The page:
China's golden haul breaks old duopoly

BEIJING - The debate over which nation would top the gold medal table at the Beijing Olympics was already well over by the time Chinese boxer Zou Shiming won the host nation's 50th gold medal on Sunday.

After four years of playing down expectations, China's medal-winning machine smashed the duopoly of the United States and the Soviet Union/Russia, one or the other of whom had topped the table at every Games since World War Two.

Chinese sports officials had said the country's weakness in athletics and swimming would make it hard for them to improve on a record 32 gold medals and second place at the 2004 Athens Games. They won 51 golds and a total of 100 medals.

Hosting the Games can certainly be a double-edged sword with the pressure of performing on home soil having to be measured against the boost to athletes from partisan crowds.

Shooter Du Li's failure to win the first gold of the Games was a result of the former but she bounced back to win gold in another event and China out-performed their expectations in team sports.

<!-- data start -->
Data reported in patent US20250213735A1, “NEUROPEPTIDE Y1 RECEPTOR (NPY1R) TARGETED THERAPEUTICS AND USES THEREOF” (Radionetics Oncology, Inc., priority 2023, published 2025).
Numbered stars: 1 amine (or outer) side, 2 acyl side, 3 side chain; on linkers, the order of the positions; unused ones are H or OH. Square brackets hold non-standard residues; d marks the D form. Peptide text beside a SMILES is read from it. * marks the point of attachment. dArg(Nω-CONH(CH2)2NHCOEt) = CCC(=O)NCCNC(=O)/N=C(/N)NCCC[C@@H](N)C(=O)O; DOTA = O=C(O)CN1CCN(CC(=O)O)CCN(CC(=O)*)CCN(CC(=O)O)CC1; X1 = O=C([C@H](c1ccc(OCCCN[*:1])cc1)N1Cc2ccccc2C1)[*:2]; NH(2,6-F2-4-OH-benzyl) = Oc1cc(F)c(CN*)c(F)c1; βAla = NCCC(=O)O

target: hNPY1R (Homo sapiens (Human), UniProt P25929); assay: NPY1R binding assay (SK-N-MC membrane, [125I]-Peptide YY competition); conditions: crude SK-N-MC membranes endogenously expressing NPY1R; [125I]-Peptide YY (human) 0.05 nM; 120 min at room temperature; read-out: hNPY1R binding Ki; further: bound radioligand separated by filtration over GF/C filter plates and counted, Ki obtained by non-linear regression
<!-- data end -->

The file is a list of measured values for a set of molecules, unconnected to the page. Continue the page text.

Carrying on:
The United States, who won most golds at the previous three Games, ended second in the table with 36 golds to match their Athens tally and won the overall medal count with 110 golds, silvers and bronzes.

"We consider this one of our most successful Olympic Games ever," U.S. Olympic Committee president Jim Scherr told the American media.

"The team will surpass the total medal count in Athens, but that doesn't tell the whole story. We earned medals and high finishes in sports and disciplines we did not think we could do a few short years ago."


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